In certain situations, even the attachment/detachment densities may be
difficult to analyze. An important class of examples are systems with multiple
chromophores, which may support exciton states consisting of linear
combinations of localized excitations. For such states, both the attachment
and the detachment density are highly delocalized and occupy basically the same
region of space.^{Lange:2009} Lack of phase information makes the
attachment/detachment densities difficult to analyze, while strong mixing
of the canonical MOs means that excitonic states are also difficult to
characterize in terms of MOs.

Analysis of these and other excited states is greatly simplified by
constructing Natural Transition Orbitals (NTOs) for the excited states. (The
basic idea behind NTOs is rather old^{Luzanov:1976} and has been
rediscovered several times;^{Martin:2003, Mayer:2007} these orbitals were
later shown to be equivalent to CIS natural orbitals.^{Surjan:2007}) Let
$\mathbf{T}$ denote the transition density matrix from an excited-state
calculation. The dimension of this matrix is $O\times V$, where $O$ and $V$
denote the number of occupied and virtual MOs, respectively. The NTOs are
defined by transformations $\mathbf{U}$ and $\mathbf{V}$ obtained by singular
value decomposition (SVD) of the matrix $\mathbf{T}$, *i.e.*,^{Mayer:2007}

$${\mathrm{\mathbf{U}\mathbf{T}\mathbf{V}}}^{\u2020}=\mathbf{\Lambda}$$ | (7.110) |

The matrices $\mathbf{U}$ and $\mathbf{V}$ are unitary and $\mathbf{\Lambda}$ is
diagonal, with the latter containing at most $O$ non-zero elements. The matrix
$\mathbf{U}$ is a unitary transformation from the canonical occupied MOs to a
set of NTOs that together represent the “hole” orbital that is left by the
excited electron, while $\mathbf{V}$ transforms the canonical virtual MOs into
a set of NTOs representing the excited electron. (Equivalently, the “holes”
are the eigenvectors of the $O\times O$ matrix ${\mathrm{\mathbf{T}\mathbf{T}}}^{\u2020}$ and the
particles are eigenvectors of the $V\times V$ matrix
${\mathbf{T}}^{\u2020}\mathbf{T}$.^{Martin:2003}) These “hole” and
“particle” NTOs come in pairs, and their relative importance in describing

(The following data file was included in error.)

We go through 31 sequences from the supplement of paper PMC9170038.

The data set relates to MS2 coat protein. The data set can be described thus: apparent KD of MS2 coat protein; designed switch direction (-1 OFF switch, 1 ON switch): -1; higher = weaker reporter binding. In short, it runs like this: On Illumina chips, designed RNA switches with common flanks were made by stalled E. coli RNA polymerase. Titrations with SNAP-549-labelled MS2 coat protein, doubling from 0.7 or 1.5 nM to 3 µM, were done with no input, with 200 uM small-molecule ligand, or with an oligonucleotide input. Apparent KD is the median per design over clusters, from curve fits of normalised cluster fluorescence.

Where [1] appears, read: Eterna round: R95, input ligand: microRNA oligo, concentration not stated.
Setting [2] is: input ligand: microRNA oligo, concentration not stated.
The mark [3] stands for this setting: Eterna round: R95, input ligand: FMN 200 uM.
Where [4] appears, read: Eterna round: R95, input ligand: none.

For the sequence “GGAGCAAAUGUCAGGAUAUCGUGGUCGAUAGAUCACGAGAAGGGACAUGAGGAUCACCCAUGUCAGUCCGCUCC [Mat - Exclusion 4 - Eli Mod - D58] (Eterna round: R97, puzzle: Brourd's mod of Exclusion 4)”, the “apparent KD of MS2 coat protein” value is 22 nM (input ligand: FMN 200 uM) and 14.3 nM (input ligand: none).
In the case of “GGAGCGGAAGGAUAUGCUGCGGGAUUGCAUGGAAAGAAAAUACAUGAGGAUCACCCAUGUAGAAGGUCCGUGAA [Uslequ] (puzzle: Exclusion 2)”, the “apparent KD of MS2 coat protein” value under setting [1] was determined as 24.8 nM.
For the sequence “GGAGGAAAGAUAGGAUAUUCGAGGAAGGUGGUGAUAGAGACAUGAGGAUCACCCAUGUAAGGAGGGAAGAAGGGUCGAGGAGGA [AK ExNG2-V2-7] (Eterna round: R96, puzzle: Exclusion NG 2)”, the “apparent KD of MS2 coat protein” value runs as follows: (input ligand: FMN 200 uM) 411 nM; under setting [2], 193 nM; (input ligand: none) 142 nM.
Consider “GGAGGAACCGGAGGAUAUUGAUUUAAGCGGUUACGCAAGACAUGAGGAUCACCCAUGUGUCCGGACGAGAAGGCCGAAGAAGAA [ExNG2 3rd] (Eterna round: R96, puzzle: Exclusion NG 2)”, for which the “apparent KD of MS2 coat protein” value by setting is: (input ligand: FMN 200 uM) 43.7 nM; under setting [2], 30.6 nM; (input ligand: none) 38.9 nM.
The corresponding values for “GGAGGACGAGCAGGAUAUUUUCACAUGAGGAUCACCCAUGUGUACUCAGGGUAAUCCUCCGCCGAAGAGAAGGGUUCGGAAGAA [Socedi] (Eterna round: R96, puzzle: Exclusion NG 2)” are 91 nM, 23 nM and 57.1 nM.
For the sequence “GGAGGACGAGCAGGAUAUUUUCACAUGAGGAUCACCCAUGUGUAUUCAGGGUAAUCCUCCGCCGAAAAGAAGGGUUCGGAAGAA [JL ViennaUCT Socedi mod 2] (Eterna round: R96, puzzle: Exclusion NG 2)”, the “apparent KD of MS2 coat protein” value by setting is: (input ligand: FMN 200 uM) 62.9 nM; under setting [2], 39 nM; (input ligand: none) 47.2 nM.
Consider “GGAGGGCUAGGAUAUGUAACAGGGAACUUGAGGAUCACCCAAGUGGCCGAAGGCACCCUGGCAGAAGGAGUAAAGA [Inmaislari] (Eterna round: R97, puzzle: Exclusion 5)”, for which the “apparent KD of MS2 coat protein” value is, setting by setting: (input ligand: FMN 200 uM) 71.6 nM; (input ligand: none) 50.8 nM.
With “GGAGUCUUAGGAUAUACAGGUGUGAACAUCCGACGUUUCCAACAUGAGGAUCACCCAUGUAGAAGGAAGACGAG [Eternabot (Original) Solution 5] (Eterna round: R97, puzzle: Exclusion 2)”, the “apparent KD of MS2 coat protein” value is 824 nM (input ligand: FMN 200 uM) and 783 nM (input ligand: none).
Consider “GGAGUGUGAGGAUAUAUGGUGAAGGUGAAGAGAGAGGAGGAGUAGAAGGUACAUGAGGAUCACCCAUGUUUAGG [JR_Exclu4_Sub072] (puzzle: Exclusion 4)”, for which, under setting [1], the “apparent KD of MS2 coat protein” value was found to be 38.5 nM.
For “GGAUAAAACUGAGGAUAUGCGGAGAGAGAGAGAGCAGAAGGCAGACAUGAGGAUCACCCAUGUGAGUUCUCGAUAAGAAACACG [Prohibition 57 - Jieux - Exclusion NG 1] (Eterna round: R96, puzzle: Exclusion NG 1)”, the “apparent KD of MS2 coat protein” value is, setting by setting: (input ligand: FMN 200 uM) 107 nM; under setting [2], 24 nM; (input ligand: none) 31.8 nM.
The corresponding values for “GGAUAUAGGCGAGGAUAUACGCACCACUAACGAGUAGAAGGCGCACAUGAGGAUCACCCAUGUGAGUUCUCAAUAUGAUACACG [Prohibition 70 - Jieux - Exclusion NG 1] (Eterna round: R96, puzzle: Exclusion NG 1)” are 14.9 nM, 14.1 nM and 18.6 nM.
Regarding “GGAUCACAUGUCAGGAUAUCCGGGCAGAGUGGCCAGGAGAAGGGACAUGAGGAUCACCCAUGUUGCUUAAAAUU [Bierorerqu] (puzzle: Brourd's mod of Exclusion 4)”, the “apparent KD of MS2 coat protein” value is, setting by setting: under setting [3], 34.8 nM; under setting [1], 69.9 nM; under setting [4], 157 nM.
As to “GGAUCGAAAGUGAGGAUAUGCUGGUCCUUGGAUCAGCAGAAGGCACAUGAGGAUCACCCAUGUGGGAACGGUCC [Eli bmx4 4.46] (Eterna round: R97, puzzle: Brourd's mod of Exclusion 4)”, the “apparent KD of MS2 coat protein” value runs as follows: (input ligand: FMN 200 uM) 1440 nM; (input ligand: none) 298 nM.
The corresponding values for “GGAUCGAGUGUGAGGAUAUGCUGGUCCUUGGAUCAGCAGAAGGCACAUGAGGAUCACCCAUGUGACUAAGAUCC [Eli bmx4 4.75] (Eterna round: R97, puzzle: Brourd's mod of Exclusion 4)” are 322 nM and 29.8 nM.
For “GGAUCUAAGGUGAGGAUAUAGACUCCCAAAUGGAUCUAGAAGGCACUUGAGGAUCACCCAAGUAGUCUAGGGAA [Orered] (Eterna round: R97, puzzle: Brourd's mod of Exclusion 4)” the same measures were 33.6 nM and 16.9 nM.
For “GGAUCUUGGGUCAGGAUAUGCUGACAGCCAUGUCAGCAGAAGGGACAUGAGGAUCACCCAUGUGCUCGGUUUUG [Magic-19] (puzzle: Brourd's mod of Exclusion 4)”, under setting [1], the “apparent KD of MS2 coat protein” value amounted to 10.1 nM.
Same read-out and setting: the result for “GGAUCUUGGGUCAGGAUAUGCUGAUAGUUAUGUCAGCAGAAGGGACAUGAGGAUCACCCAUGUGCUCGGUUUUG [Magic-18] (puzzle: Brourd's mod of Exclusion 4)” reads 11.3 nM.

the excitation is governed by the diagonal elements of $\mathbf{\Lambda}$, which
are excitation amplitudes in the NTO basis. By virtue of the SVD in
Eq. (7.110), any excited state may be represented using at most $O$
excitation amplitudes and corresponding hole/particle NTO pairs. (The‘
discussion here assumes that $V\ge O$, which is typically the case except
possibly in minimal basis sets. Although it is possible to use the transpose
of Eq. (7.110) to obtain NTOs when $$, this has not been
implemented in Q-Chem due to its limited domain of applicability.)

The SVD generalizes the concept of matrix diagonalization to the case of
rectangular matrices, and therefore reduces as much as possible the number of
non-zero outer products needed for an exact representation of $\mathbf{T}$. In
this sense, the NTOs represent the best possible particle/hole picture of
an excited state. The detachment density is recovered as the sum of the
squares of the “hole” NTOs, while the attachment density is precisely the sum
of the squares of the “particle” NTOs. Unlike the attachment/detachment densities, however, NTOs preserve phase information, which can be
very helpful in characterizing the diabatic character (*e.g.*, $\pi {\pi}^{\ast}$ or
$n{\pi}^{\ast}$) of excited states in complex systems. Even when there is more
than one significant NTO amplitude, as in systems of electronically-coupled
chromophores,^{Lange:2009} the NTOs still represent a significant
compression of information, as compared to the canonical MO basis.

NTOs are available within Q-Chem for CIS, RPA, TDDFT, ADC, and EOM-CC methods. For the correlated wave functions (EOM-CC and ADC), they can be computed using libwfa module. The simplest way to visualize the NTOs is to generate them in a format suitable for viewing with the freely-available MolDen or MacMolPlt programs, as described in Chapter 10.